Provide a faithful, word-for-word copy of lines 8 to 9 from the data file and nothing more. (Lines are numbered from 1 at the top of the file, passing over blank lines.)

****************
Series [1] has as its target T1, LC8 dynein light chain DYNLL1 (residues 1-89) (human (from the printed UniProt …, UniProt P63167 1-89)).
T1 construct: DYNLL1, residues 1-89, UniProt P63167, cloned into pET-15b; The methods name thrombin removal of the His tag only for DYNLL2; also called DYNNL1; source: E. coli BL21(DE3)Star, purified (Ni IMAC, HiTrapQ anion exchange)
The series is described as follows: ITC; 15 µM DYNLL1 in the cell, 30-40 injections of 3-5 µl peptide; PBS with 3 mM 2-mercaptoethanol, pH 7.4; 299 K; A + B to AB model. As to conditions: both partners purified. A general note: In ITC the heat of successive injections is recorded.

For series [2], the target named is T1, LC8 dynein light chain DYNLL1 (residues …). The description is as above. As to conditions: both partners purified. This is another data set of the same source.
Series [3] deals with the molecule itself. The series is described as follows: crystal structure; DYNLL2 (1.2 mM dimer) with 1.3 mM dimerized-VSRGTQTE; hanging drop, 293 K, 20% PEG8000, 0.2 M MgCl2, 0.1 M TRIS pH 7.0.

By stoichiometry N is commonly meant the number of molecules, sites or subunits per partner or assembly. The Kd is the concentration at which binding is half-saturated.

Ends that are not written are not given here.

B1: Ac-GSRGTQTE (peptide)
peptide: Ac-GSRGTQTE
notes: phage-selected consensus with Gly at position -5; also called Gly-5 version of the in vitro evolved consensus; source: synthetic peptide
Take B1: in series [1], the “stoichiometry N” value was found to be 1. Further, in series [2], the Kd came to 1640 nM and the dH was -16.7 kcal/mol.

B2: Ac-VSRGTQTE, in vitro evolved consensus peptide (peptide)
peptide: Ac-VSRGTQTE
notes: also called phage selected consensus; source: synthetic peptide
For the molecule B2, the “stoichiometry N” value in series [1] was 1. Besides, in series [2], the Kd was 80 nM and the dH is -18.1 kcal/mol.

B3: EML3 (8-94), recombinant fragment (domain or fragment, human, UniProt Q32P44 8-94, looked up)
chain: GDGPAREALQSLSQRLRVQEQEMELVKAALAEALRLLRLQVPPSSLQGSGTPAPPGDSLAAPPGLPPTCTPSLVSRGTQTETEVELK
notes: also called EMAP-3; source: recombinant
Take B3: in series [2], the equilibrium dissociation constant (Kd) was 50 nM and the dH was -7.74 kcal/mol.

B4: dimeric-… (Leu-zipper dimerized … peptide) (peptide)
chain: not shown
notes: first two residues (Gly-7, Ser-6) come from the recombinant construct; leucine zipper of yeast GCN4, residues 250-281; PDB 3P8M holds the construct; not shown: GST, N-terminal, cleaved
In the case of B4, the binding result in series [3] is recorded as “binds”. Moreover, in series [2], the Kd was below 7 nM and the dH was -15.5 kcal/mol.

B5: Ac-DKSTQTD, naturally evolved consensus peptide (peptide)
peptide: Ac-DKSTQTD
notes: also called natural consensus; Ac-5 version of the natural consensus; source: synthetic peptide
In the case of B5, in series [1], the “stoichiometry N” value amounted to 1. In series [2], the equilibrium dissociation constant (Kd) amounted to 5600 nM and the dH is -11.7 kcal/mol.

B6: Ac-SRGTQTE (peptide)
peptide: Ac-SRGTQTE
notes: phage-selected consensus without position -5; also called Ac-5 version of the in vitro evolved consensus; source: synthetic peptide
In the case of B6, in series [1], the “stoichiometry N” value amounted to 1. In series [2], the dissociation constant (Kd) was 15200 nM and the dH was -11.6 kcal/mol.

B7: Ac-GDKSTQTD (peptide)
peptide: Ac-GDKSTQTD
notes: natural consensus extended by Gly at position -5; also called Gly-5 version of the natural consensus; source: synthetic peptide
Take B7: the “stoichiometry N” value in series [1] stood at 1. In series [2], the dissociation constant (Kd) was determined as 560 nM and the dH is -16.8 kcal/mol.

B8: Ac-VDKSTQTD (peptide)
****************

B1: Ac-GSRGTQTE (peptide)
peptide: Ac-GSRGTQTE